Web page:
Late last week, the Alabama legislature passed two controversial pieces of legislation that were signed into law by Gov. Kay Ivey and are now being challenged on the grounds of their constitutionality.

The Alabama Vulnerable Child Protection Act (SB184), prohibits the prescription of transgender conversion therapies for minors.

The other piece of legislation, HB322, implements a restriction on discussions of sexual orientation at the K-5 grade school level in Alabama public schools and institutes a biological sex bathroom requirement.

During an interview with Mobile radio FM Talk 106.5's "The Jeff Poor Show," former U.S. Attorney Jay Town, who served in the Northern District of Alabama for the Trump Department of Justice, dismissed any claims those bills were unconstitutional.

"I don't see any constitutional issues with any of these things," Town said. "Think about all of the things in the hormone treatments that you have to reach an age of majority before you can do, right? We're talking about changing your gender at age 12. Think about all of the things you can't do until you reach a certain age -- drive an automobile, boat, serve in the military, drink alcohol, smoke tobacco, in some states purchase and smoke cannabis.

"These are adult decisions, and adolescents and minor children are just too easily influenced by adults to make those adult decisions. That's why those laws themselves are constitutional."

Town also dismissed any future challenges regarding the constitutionality of the so-called "bathroom bill," which requires Alabama public school students to use the bathroom assigned to the gender listed on their birth certificate.

"As with the bathrooms, where has the ACLU been for my entire life?" Town said. "My entire life, bathrooms have been broken up by biological gender. Boys with boy parts go into this one. Girls with girl parts go into that one. Why was the ACLU not offended until just recently?"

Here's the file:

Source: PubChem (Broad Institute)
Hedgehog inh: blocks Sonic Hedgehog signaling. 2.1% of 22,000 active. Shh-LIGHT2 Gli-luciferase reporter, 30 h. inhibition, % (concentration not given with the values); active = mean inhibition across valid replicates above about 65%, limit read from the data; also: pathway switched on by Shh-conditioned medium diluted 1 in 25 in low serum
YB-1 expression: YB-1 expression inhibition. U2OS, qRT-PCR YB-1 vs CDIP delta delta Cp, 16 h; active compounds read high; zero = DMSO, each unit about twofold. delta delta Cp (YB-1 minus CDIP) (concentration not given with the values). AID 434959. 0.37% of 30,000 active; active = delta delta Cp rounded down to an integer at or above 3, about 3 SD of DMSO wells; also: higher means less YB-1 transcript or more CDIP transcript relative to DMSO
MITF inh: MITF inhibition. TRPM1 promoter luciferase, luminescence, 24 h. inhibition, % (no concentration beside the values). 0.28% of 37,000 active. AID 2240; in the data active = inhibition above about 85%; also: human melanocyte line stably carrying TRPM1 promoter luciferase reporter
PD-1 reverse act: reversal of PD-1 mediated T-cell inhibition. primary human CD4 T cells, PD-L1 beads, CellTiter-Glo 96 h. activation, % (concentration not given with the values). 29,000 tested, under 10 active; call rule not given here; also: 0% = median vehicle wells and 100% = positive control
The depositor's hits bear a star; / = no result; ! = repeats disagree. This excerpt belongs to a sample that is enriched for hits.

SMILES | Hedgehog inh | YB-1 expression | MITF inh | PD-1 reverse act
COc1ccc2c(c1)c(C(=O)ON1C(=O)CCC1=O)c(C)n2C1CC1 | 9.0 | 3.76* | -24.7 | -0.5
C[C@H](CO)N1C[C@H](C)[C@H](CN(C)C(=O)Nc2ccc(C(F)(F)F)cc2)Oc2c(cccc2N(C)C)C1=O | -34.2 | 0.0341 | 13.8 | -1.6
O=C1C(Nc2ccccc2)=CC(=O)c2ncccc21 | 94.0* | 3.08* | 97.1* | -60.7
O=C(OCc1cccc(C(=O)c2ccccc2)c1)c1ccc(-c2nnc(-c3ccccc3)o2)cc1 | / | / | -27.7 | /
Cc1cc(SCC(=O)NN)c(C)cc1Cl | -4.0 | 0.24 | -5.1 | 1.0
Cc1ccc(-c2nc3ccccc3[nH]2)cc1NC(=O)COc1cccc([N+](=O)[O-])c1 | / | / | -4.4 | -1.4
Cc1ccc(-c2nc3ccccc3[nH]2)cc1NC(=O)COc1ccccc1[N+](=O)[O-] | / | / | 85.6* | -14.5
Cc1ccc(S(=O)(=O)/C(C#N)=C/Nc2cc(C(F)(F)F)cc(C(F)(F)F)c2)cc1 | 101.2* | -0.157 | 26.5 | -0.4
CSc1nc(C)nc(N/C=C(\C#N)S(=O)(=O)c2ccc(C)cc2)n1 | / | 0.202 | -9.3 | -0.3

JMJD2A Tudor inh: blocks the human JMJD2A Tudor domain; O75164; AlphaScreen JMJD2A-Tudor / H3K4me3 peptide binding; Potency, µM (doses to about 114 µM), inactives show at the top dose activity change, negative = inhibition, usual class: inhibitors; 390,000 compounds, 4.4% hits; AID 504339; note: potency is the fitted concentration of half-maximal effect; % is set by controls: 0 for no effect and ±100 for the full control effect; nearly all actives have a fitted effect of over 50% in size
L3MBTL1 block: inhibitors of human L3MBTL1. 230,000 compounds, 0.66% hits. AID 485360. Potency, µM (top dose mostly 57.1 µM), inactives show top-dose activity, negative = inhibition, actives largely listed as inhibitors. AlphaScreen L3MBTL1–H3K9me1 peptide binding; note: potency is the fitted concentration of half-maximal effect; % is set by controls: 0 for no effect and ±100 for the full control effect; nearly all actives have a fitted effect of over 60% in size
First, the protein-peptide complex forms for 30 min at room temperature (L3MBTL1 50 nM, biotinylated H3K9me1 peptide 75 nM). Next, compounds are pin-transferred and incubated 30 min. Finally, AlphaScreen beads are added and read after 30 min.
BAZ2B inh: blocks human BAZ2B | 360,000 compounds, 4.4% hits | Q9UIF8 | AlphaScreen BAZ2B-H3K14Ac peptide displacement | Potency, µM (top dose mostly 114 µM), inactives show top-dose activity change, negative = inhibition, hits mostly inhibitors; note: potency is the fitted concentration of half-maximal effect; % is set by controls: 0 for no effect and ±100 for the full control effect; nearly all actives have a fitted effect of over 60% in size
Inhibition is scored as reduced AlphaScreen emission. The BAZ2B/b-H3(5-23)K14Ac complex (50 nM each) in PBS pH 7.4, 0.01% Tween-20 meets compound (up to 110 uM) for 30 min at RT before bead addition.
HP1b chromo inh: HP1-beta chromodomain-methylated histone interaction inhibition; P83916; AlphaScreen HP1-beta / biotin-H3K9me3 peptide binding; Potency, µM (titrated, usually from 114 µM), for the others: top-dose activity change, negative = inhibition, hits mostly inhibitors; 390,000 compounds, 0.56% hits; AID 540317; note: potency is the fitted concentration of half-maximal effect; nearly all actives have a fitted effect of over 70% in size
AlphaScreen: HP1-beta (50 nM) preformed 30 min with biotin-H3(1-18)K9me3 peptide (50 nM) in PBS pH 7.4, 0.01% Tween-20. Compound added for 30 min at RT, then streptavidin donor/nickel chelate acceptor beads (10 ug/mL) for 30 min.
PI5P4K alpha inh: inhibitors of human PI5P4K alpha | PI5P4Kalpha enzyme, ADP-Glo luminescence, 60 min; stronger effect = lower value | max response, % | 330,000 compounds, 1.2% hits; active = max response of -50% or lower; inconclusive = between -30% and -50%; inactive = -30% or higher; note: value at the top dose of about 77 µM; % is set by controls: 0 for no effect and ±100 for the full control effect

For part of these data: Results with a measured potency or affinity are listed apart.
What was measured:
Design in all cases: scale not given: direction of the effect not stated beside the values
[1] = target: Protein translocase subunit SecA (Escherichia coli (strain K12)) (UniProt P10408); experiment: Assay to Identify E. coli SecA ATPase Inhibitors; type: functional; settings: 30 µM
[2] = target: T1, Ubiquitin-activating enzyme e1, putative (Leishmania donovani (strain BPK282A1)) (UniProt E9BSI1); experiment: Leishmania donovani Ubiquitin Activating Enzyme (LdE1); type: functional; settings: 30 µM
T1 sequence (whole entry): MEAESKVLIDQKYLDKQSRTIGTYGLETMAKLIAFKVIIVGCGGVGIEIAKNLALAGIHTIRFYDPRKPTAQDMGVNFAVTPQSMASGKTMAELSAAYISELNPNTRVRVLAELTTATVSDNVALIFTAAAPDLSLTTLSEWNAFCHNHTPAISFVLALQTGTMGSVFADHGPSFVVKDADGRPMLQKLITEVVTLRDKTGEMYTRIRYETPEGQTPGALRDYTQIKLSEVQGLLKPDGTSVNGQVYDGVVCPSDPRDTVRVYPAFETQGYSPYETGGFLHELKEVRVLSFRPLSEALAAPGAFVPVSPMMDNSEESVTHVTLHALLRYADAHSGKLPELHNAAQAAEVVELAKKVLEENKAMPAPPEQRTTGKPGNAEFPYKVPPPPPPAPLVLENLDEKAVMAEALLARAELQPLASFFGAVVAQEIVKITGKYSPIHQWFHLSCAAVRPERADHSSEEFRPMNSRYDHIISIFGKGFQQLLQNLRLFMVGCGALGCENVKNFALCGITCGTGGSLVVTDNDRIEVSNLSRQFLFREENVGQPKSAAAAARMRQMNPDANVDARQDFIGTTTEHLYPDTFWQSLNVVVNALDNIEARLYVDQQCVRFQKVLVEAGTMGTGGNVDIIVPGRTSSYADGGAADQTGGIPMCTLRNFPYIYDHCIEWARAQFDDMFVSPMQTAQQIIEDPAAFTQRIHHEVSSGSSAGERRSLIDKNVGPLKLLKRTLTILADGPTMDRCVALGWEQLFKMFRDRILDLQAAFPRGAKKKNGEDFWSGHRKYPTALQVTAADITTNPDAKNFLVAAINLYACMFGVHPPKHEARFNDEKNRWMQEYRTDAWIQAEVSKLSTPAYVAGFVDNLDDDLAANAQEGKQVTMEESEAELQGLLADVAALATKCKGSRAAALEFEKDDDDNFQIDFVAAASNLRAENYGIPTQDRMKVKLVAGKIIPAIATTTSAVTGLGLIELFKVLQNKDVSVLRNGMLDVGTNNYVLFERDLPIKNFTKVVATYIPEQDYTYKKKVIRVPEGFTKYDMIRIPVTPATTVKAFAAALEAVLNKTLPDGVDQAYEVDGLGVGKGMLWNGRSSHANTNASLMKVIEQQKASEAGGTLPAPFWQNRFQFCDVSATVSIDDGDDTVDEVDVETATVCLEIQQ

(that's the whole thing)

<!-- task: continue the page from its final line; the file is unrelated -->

Town credited the political left for having done "a masterful job framing the argument continuum," with labels like "don't say gay" and making that law and others an either/or decision on one's character.

"Are you a bigot, or are you not?" Town said. "If you are not a bigot, which you say you're not, then you must be against this bill. If a person or a group is identified as a victim, then those who counter or question that victim status, then the modern liberal just has labels holstered and ready to fire for those who counter it: racist, homophobe, xenophobe or just some out-of-touch 'Leave It to Beaver' trip back to the '50s. It doesn't matter. But people have seen it play out. People have seen others get canceled or fired or attacked or worse.

"But they're pushing the culture war too far. They didn't pay attention to what happened in Virginia. They didn't pay attention to why Glenn Youngkin won in a walk over a very connected, very powerful Terry McAuliffe because the modern liberal is an island. Have an open mind, but as long as you agree with the modern liberal, as long as you think like I do -- that's not open-minded. That's not a marketplace of ideas. Wokeness is really what it is. It is forced conformity."

He also rejected any efforts made by the public school system to teach his daughter she was "guilty" of the sins of the country just by being who she was.

"My 11-year-old daughter, who I love more than anything in this world, who doesn't even know why anybody would differentiate people based on their color or their religion -- she does not have to pay for the sins of this country," Town said. "And I'll be damned if I'm going to let anyone levy that tax on her life or her future.

"She doesn't know hate or see color. She is not a bigot. She follows the rules. She's polite. She even cleans up after dinner. Her school is not going to teach her that she is guilty of anything. And adults and politicians are not going to force her to admit she has done something wrong by being White or being wealthy or being alive all at the same time."

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